Gintama Director Predicts Anime Studios Will Die in 10 Years

Shinji Takamatsu is a well-known anime director. Some of his big-name works include:

Gintama

  • After War Gundam X
  • Cute High Earth Defense Club LOVE!
  • Daily Lives of High School Boys
  • Gintama
  • Mobile Suit Gundam Wing
  • Nanbaka
  • School Rumble

Such an impressive resumé adds a lot of weight and clout to his opinions on the anime industry. Last week, NHK aired a special highlighting where all the anime goes and focusing on the poor work environment animators face. Takamatsu, for the most part, agreed with how the program depicted the industry and how the money is distributed.

School Rumble

However, he voiced his concerns about some of the “fixes” that were proposed in the program. At one point, the program theorized that A.I. and CGI animation would help the industry, but Takamatsu feels that they would only put low-ranking animators out of work.

Takamatsu also criticized a very common solution people suggest: lowering the amount of anime being produced while increasing the production budget. He calls this solution as “nonsense,” because producers already have a hard time predicting what anime will end up being hits.  Takamatsu said producing a one-cour anime (about 12 episodes) with a budget of 100 to 200 million yen ($910,000 to $1.82 million) is risky enough since there are relatively few profitable anime.

Nanbaka

For reference, in 2015 Takamatsu tweeted that the average late night anime budget was between 150 million to 200 million yen ($1.37 million to $1.82 million) for the entire series. He also criticized relying on discs sales back then.

Swinging back to the NHK program, Takamatsu was also confused by the claim that directors receive royalty checks. He says that he has never received a royalty check during his career, but also proposes that maybe only famous directors can get these contracts.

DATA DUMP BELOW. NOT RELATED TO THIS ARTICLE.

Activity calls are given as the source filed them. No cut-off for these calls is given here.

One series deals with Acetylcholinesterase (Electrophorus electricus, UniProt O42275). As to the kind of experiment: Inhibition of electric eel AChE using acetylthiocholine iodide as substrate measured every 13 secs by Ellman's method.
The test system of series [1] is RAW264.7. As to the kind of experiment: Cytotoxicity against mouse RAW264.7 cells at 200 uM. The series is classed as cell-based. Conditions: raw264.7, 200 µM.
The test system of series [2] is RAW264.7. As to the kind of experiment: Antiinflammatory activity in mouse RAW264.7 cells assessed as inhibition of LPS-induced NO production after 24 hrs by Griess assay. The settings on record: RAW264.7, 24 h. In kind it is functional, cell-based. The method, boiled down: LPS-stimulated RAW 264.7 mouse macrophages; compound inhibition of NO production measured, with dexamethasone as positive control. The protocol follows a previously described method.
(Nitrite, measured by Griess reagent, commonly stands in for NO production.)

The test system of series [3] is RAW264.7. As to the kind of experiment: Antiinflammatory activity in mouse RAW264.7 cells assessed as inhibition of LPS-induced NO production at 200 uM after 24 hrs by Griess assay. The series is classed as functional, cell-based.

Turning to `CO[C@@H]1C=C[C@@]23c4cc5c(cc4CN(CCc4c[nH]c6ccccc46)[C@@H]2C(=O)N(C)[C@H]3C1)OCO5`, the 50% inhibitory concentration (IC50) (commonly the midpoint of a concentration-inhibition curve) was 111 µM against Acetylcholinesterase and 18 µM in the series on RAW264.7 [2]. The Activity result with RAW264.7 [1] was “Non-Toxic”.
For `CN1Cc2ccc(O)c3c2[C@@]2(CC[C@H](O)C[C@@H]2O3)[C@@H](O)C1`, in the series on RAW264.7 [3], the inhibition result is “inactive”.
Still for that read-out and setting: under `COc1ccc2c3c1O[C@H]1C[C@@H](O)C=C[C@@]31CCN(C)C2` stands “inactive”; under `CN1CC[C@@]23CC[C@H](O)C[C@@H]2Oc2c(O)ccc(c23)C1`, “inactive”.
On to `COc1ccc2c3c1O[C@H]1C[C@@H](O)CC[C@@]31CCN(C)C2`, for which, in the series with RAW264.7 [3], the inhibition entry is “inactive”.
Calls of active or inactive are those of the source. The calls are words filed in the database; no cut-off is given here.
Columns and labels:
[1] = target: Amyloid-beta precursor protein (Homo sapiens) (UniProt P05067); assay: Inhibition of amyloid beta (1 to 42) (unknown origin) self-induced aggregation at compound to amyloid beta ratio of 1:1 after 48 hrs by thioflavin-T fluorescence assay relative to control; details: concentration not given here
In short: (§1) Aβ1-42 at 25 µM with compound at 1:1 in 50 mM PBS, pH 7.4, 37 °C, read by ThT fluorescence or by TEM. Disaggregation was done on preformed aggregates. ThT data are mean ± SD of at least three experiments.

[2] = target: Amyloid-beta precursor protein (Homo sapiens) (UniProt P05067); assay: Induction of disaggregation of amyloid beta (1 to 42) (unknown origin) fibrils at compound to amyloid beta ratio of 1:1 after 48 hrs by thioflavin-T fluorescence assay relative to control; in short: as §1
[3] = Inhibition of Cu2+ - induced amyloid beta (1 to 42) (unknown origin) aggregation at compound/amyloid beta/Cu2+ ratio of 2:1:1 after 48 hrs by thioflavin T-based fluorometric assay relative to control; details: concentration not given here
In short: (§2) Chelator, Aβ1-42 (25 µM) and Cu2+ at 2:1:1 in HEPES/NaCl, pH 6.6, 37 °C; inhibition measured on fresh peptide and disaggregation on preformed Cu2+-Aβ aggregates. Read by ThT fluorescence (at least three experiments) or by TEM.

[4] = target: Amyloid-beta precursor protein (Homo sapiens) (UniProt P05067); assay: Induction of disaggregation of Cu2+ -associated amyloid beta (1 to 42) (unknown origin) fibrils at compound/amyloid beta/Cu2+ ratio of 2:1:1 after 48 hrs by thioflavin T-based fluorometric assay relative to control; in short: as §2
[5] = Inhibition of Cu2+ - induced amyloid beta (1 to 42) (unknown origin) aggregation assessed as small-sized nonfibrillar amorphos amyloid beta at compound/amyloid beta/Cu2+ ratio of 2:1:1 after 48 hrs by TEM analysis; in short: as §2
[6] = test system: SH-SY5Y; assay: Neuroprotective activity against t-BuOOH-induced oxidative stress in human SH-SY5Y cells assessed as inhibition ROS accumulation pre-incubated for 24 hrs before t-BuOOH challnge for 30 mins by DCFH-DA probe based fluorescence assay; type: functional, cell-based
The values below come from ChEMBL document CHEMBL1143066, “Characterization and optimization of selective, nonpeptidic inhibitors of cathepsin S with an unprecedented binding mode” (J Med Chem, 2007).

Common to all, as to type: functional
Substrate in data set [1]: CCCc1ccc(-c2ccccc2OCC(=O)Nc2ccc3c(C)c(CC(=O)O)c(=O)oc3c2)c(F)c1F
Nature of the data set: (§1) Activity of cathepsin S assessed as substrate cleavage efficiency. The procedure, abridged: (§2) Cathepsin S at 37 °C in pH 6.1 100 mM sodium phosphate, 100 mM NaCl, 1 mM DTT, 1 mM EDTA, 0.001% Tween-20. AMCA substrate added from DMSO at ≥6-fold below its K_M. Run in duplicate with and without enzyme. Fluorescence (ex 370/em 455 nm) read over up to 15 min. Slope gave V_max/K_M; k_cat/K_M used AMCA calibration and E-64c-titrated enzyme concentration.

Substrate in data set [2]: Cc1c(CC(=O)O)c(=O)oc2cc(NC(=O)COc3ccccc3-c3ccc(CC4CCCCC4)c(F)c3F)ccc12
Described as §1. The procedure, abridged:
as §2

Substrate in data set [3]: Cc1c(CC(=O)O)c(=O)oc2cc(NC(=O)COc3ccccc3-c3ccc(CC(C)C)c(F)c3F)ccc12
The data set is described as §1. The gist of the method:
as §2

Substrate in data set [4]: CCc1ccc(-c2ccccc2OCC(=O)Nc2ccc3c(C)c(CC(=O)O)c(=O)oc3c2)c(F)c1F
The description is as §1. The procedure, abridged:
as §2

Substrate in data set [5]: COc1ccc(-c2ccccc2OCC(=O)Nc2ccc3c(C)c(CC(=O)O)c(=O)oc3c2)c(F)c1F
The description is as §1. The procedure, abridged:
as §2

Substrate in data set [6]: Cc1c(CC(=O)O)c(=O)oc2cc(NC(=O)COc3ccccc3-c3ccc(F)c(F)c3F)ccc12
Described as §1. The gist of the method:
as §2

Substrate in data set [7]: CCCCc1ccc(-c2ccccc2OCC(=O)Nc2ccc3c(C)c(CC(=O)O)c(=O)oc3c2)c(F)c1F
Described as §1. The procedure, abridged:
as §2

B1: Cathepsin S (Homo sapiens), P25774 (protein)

Finally, Takamatsu feels it’s outdated to blame Osamu Tezuka for the industries poor practices. Tezuka produced Astro Boy with a small budget and cut production costs, while relying on merchandising and his own wealth to bring the anime to Japanese TV. Fans in and outside of Japan have theorized that Tezuka’s practices have stuck with the industry for over 50 years.

However, Takamatsu claims that this only a “half-truth.” While Astro Boy was produced on a low budget and sold to a TV network for a low price, Tezuka paid employees with his own money. Takamatsu also added that with some research, Tezuka’s studio treated its employees well compared to other companies during the ’60s.

Cute High Earth Defense Club LOVE!

Takamatsu ended his Twitter session by sharing a bleak prediction: the industry won’t change until studios start going bankrupt en masse. He thinks this event could happen within the next five to ten years.

You can read Takamatsu’s Tweet chain on Yaraon!

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